Software libraries are suites of computer programs created for specific topics (communication, encoding, Interfacing, calculations, etc.).
You must see it as a subroutine (subprogram in the program) written by the programmer to handle repeating and complex parts of the code. The use of libraries extends the possibilities of the former subroutines. A large community of programmers has access to the libraries, either free or by paying for them. Those used for ODR-mmbTools are free (aren’t we are lucky?).
The library will extend to the used programming language by introducing new high-level instructions for specific purposes.
Instead of writing the specific code, the programmer can use existing libraries (from other programmers) on the subject. It will save him a lot of work. It speeds up software development because programmers can now reuse the work of other programmers. The programmer can concentrate on the nucleus of his source code instead of putting a lot of time into standard code, for instance for Interfacing and communicating via Serial interfaces, USB, TCP/IP, etc.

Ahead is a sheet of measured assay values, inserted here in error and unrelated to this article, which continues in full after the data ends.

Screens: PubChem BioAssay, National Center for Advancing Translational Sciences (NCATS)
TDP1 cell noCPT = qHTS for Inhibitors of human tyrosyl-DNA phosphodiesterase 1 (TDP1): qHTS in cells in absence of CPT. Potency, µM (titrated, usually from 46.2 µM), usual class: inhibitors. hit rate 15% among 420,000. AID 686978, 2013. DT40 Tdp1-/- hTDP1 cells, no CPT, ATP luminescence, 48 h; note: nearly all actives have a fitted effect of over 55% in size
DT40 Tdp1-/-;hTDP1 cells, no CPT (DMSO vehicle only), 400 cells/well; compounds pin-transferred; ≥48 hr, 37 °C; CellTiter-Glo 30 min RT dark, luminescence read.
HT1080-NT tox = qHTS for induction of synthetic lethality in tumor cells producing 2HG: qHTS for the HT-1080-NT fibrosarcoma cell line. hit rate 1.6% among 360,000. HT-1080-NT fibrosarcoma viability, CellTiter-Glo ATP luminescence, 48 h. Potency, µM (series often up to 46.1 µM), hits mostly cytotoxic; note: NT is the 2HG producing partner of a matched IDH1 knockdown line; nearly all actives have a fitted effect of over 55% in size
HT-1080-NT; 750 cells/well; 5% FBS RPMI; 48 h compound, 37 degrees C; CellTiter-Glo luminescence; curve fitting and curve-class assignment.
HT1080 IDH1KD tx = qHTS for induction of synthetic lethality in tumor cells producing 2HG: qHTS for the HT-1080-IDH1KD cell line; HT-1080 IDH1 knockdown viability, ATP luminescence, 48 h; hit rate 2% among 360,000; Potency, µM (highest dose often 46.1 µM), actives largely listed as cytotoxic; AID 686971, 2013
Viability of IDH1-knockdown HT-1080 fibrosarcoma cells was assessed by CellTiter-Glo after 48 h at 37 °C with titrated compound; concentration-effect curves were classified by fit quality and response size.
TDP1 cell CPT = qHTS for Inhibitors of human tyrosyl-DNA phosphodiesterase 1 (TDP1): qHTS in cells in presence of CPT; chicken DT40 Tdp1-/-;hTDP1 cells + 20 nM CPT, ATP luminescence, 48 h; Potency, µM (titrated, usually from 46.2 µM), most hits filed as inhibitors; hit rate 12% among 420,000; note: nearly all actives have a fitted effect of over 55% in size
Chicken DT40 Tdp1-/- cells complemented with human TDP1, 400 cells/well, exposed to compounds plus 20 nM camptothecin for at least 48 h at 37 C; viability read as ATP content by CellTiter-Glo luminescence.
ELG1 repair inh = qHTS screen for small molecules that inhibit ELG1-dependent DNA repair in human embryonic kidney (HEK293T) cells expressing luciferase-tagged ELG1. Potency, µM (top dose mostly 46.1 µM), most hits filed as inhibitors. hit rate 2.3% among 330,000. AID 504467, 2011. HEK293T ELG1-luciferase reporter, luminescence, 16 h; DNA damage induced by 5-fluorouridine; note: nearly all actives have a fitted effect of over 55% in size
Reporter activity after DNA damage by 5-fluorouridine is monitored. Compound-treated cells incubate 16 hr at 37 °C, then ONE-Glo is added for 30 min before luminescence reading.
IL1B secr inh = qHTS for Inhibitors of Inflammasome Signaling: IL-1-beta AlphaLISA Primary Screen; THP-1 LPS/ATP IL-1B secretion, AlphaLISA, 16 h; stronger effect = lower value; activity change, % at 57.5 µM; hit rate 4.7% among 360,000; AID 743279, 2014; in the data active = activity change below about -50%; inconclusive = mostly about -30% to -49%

ODR-mmbTools source code contains several instructions and calls to libraries on specific topics. The most important are:
- FDK AAC library (AAC library from Fraunhofer, including programs for AAC encoding)
- ZeroMQ library contains the program code for the ZeroMQ sockets.
- libVLC (plugins) (Engine and Interface to the multimedia framework of VLC)
FIG. – Library will be needed for compiling the source program
When the compiler translates the source code containing high-level language instructions, the source code may refer to libraries to provide the compiler with the information needed for these ‘standard’ high-level instructions.
Compiling source code containing high-level instructions related to a library can not be compiled without the library loaded in memory!
Libraries are a collection of pre-programmed instructions and data that extends the programming language for specific topics.
They are a fantastic tool for making programming easier.